Angel Olsen writes a masterpiece with ‘All Mirrors’

Album+art+from+Ansel+Olsen%27s+website.
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Angel Olsen writes a masterpiece with ‘All Mirrors’

Album art from Ansel Olsen's website.

Album art from Ansel Olsen's website.

Album art from Ansel Olsen's website.

Album art from Ansel Olsen's website.

Kati Morris

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Angel Olsen’s music has always been confessional. Whether she writes twangy, Americana style folk like on her 2014 debut album “Burn Your Fire for No Witness” or venturing into straight-up jukebox rock ‘n’ roll, like on her 2016 album “MY WOMAN”.

On her fourth studio album, Olsen takes her candid approach to songwriting to the point of catharsis.

Anchored by string arrangements and glitzy synth-pop, “All Mirrors” is essentially Olsen reflecting on the fallout of a breakup that took place sometime during her last tour. The album actually exists in two different versions – first an acoustic, indie-rock project that Olsen wrote in solitude in Anacortes, Washington. For its final form, she teamed up with a soundtrack composer named Ben Babbitt and a 12-piece string section.

“If only we could start again / pretending we don’t know each other,” she proclaims on the opening track, “Lark,” laying out both the narrative and sound for the entire album before it even begins. The song immediately sets the stage, already a grand orchestration on its own. It builds slowly on synths and strings, contracting like lungs gasping for air. The ultimate cathartic moment – the musical equivalent of screaming and breaking glass – takes place in the refrain of “Dream on.”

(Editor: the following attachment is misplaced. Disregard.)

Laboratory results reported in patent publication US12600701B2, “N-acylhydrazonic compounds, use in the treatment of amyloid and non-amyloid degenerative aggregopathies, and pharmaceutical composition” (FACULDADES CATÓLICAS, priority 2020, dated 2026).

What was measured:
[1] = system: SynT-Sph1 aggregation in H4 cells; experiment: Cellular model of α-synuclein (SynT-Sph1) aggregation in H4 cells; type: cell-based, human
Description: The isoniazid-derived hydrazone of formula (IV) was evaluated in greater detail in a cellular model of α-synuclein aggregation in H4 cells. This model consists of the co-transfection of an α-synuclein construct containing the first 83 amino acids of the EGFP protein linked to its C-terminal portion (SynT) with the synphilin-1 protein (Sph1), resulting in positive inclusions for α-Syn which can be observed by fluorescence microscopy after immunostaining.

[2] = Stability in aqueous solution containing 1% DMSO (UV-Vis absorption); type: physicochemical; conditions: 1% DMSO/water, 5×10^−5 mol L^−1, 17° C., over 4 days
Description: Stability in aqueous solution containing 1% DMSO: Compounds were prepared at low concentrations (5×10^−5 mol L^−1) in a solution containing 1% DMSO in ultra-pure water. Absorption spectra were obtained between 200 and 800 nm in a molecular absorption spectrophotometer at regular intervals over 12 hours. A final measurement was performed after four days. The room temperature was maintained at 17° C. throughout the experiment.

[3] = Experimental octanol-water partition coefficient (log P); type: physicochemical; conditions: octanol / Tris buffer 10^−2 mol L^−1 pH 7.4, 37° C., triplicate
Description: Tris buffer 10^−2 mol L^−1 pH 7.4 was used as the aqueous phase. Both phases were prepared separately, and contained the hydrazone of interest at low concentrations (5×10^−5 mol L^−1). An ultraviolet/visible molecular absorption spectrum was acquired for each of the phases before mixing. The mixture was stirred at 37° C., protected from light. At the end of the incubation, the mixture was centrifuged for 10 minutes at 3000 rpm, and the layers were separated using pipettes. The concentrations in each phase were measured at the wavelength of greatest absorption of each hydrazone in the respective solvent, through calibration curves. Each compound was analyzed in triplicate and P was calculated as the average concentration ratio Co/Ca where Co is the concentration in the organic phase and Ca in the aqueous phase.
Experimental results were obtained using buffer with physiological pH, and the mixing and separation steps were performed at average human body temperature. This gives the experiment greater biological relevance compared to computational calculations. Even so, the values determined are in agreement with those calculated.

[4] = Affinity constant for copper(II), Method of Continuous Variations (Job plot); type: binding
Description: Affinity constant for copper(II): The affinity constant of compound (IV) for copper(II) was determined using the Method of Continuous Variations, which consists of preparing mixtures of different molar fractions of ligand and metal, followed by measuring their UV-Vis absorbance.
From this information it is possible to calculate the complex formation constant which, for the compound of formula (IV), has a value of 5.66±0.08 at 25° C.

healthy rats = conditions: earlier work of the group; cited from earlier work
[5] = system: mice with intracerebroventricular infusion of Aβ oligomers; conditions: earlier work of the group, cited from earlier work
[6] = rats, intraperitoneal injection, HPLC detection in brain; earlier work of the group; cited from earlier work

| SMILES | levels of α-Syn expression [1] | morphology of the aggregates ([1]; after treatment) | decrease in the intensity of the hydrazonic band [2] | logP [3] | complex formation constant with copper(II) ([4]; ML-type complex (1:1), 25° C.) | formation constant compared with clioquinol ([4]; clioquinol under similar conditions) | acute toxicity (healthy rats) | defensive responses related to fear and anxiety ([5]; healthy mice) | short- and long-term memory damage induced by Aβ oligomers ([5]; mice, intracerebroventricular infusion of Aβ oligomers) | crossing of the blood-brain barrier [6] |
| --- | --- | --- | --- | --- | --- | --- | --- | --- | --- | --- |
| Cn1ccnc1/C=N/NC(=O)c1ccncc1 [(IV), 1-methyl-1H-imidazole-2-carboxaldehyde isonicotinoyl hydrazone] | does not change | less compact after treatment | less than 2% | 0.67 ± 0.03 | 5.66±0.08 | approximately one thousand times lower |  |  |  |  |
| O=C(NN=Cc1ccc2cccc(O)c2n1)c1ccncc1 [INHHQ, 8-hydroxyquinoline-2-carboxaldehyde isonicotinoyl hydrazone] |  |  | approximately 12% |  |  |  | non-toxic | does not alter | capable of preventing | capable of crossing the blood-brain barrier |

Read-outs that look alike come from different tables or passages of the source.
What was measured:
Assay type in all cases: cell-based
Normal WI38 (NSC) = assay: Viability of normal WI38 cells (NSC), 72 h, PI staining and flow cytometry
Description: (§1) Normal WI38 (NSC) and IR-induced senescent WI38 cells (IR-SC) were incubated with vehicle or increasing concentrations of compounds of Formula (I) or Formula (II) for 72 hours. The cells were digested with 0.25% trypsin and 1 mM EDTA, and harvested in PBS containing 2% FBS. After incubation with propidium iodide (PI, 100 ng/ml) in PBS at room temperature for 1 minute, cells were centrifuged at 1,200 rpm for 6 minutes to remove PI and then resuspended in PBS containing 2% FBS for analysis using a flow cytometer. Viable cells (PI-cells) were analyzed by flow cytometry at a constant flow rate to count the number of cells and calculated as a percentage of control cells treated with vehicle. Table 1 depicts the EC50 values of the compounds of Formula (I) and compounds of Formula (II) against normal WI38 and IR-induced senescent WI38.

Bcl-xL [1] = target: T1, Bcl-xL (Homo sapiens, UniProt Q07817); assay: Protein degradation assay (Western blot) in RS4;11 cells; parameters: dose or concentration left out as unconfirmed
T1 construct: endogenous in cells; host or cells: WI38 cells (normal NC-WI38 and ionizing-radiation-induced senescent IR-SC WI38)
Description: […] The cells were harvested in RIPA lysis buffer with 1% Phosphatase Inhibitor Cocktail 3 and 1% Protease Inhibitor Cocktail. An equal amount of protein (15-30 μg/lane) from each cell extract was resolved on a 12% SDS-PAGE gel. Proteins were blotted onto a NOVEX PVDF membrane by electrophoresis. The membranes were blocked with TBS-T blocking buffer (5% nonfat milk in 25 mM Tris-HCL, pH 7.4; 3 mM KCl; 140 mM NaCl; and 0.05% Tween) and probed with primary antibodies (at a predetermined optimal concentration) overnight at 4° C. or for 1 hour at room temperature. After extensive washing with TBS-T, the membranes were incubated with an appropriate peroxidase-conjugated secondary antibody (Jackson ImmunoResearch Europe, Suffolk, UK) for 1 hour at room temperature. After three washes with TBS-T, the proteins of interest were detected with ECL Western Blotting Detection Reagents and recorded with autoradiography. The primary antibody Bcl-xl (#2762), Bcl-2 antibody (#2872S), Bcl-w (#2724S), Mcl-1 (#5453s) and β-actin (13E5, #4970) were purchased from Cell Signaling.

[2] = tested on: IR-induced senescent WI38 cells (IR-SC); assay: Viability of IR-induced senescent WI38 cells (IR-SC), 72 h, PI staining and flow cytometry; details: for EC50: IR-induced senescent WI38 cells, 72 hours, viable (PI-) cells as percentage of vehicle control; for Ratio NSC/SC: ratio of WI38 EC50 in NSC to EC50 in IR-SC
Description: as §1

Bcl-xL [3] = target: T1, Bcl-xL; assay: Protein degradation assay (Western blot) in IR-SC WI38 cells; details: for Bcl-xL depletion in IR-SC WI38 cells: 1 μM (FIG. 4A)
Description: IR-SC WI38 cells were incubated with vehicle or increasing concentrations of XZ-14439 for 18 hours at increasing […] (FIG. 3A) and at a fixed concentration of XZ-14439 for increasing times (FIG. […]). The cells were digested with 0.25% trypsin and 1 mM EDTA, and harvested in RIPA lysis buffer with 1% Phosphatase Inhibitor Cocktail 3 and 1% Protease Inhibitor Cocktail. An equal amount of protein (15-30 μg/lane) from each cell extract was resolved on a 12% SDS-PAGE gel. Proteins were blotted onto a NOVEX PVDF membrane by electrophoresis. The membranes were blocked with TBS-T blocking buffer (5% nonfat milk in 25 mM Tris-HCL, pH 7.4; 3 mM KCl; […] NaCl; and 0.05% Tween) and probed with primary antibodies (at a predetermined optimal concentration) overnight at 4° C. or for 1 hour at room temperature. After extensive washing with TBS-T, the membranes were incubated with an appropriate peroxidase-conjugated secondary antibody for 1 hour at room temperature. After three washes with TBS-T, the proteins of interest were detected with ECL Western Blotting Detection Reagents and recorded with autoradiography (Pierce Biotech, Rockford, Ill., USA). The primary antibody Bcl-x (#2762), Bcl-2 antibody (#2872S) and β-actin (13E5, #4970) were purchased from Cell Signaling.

Title track “All Mirrors” follows, building on the theme of reflection. “Standin’, facin’, all mirrors are erasin’ / Losin’ beauty,” she shouts, amid the ominous string arrangements. Her voice swells before exploding into a haunting echo with the line “At least at times it knew me.”

Among all of the dramatic and soaring vocal performances, there are some tender moments on “All Mirrors.” “Tonight” is almost sung in a whisper, a sharp contrast to her near-screaming vocals at the beginning of the album. This is the moment where it feels like Olsen is coming to terms with the aftermath of falling out of love. “I like the life that I lead without you,” she confesses, her voice cradled tightly by the string section as if it were trying to comfort her.

“All Mirrors” is cinematic in a way that feels like every second is a pivotal moment, a necessary breaking point for Olsen. Unlike the wide-eyed and hopeful “Shut Up Kiss Me” that she became best-known for, “All Mirrors” is an album that beautifully captures the death of love.

9/10

Kati Morris can be reached at [email protected] and on Twitter @neutralsoymlk.

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